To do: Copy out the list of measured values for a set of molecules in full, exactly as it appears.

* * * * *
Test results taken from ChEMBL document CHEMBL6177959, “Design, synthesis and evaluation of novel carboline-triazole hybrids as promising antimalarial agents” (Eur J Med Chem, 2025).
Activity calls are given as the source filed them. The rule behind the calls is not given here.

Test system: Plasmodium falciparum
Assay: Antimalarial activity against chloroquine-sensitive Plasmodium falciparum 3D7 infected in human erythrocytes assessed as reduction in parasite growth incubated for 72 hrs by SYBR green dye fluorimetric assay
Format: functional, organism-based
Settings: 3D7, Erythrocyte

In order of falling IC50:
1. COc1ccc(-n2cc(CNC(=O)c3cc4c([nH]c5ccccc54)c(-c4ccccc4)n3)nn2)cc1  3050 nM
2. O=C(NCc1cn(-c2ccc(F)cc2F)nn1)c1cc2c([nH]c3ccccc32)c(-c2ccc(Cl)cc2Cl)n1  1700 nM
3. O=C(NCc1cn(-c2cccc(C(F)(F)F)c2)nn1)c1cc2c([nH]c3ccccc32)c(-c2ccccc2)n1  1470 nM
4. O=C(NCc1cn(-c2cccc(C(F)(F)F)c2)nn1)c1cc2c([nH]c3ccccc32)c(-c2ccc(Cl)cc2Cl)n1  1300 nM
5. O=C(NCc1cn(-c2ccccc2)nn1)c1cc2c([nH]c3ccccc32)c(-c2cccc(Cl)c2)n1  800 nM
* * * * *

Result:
Test results taken from ChEMBL document CHEMBL6177959, “Design, synthesis and evaluation of novel carboline-triazole hybrids as promising antimalarial agents” (Eur J Med Chem, 2025).
Activity calls are given as the source filed them. The rule behind the calls is not given here.

Test system: Plasmodium falciparum
Assay: Antimalarial activity against chloroquine-sensitive Plasmodium falciparum 3D7 infected in human erythrocytes assessed as reduction in parasite growth incubated for 72 hrs by SYBR green dye fluorimetric assay
Format: functional, organism-based
Settings: 3D7, Erythrocyte

In order of falling IC50:
1. COc1ccc(-n2cc(CNC(=O)c3cc4c([nH]c5ccccc54)c(-c4ccccc4)n3)nn2)cc1  3050 nM
2. O=C(NCc1cn(-c2ccc(F)cc2F)nn1)c1cc2c([nH]c3ccccc32)c(-c2ccc(Cl)cc2Cl)n1  1700 nM
3. O=C(NCc1cn(-c2cccc(C(F)(F)F)c2)nn1)c1cc2c([nH]c3ccccc32)c(-c2ccccc2)n1  1470 nM
4. O=C(NCc1cn(-c2cccc(C(F)(F)F)c2)nn1)c1cc2c([nH]c3ccccc32)c(-c2ccc(Cl)cc2Cl)n1  1300 nM
5. O=C(NCc1cn(-c2ccccc2)nn1)c1cc2c([nH]c3ccccc32)c(-c2cccc(Cl)c2)n1  800 nM